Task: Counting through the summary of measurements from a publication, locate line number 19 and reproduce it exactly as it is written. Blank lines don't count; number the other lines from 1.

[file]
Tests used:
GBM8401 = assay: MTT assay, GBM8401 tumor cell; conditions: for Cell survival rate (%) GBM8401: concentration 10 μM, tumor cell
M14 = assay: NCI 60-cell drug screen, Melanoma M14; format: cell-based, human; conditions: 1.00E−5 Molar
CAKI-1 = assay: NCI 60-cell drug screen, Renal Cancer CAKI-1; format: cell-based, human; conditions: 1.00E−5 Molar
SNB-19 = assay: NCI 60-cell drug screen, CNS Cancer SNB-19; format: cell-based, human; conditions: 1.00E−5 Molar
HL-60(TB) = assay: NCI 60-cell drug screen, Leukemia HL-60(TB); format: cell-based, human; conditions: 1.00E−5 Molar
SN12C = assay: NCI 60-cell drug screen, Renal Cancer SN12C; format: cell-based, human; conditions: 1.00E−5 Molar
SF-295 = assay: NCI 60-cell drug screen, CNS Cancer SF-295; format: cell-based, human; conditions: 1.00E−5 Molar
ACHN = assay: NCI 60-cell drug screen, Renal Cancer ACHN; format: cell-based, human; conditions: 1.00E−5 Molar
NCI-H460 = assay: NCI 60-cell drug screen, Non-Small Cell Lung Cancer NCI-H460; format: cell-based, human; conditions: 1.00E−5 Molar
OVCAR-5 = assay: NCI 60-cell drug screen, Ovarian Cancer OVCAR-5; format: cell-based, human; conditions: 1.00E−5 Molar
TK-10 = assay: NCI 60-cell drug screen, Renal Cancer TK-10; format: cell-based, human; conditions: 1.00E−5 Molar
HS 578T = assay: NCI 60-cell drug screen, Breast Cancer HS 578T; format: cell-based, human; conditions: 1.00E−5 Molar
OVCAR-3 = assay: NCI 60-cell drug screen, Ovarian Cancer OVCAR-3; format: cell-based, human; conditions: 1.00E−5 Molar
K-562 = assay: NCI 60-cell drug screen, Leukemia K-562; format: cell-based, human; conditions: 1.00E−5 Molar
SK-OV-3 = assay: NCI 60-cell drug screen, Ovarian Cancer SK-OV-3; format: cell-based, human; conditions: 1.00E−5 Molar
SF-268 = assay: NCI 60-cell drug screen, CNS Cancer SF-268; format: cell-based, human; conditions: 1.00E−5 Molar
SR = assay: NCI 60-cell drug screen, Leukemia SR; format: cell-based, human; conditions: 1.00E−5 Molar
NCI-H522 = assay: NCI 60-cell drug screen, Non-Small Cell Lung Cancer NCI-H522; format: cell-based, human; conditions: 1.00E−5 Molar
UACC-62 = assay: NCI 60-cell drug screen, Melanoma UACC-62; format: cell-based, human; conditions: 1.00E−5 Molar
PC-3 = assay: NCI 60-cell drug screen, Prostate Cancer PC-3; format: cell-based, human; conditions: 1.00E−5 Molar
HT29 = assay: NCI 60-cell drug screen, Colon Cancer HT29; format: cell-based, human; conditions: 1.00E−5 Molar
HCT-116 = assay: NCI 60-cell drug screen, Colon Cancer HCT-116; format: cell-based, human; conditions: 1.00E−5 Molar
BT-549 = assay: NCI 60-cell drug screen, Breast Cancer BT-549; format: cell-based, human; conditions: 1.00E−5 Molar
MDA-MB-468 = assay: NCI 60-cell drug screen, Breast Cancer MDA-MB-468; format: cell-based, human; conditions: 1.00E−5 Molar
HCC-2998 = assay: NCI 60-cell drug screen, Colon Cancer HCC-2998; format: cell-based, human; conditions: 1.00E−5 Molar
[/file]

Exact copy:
NCI-H522 = assay: NCI 60-cell drug screen, Non-Small Cell Lung Cancer NCI-H522; format: cell-based, human; conditions: 1.00E−5 Molar